Making sense of the EU’s fight for user-replaceable smartphone batteries

apple right to repair hero.jpg
apple right to repair hero.jpg

If you’ve been online in the past week, you’ve probably seen one or two headlines about the European Union voting in favor of easy-to-replace batteries in smartphones by around 2027. That’s based on a June 14th vote in which the European Parliament voted overwhelmingly in favor of an agreement that would overhaul the rules around batteries in the bloc. 

The good news is that those headlines are fundamentally accurate; the EU is moving forward with regulation designed to require smartphones to have batteries that are easier to replace, to the benefit of the environment and end users. But this being the European Union, there’s a lot more going on behind the scenes. And it’s these details that could have a significant impact on how and when manufacturers will actually have to comply.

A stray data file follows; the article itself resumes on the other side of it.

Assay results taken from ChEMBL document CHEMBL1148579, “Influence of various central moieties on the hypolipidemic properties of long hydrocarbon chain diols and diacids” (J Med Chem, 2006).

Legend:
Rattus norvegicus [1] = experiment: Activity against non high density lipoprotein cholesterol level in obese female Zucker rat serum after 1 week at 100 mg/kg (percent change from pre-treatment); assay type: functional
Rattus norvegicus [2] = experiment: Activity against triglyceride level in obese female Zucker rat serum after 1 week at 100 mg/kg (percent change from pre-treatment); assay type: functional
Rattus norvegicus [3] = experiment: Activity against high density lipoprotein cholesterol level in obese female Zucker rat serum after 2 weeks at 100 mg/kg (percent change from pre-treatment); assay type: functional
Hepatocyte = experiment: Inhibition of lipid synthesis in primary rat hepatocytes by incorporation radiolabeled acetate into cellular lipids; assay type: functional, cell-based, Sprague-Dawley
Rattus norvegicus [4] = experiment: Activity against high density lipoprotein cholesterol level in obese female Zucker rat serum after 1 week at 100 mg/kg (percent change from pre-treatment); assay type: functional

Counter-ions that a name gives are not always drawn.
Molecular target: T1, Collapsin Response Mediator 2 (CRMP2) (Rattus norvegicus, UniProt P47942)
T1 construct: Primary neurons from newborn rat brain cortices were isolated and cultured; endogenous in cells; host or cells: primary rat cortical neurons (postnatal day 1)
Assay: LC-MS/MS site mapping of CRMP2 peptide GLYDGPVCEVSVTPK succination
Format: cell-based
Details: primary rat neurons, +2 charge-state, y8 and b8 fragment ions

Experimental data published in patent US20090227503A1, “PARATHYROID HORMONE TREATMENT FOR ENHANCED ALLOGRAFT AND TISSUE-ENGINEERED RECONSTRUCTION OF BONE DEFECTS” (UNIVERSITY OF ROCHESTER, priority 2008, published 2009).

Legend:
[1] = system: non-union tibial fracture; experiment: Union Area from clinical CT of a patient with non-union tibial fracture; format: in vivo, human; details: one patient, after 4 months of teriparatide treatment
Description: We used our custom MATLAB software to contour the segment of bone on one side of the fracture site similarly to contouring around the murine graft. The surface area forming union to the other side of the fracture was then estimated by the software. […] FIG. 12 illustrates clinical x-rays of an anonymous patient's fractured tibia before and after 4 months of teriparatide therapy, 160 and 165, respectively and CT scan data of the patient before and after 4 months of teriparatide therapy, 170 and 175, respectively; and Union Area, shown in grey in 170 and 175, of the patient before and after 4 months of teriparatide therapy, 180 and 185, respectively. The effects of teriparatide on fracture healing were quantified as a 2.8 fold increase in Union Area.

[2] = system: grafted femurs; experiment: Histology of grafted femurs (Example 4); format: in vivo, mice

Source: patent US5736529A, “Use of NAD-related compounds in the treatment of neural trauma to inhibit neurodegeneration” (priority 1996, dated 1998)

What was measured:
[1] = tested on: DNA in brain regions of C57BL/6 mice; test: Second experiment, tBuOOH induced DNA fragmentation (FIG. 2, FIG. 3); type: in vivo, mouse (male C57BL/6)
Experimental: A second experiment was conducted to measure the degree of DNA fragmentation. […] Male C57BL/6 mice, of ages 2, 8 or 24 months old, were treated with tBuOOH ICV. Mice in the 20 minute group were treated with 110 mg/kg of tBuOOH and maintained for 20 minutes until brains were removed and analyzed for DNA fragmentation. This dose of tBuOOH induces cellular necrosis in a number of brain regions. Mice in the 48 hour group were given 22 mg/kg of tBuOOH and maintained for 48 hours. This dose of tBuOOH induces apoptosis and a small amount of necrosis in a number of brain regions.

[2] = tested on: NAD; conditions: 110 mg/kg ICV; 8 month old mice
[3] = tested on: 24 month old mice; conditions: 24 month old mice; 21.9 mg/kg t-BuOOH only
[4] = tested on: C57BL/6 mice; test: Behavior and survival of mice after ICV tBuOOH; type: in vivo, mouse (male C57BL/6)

Competing legislation

For starters, the widely cited 2027 deadline for offering smartphones with more easily replaceable batteries isn’t quite the whole story, according to Cristina Ganapini, coordinator of Right to Repair Europe. That’s because there’s another piece of legislation currently working its way through the EU’s lawmaking process called the Ecodesign for Smartphones and Tablets. It contains similar rules about making smartphone batteries easier to replace and is expected to come into effect earlier in June or July 2025. So by the time 2027 rolls around, some smartphone manufacturers may have already been selling devices with user-replaceable batteries in the EU for over a year.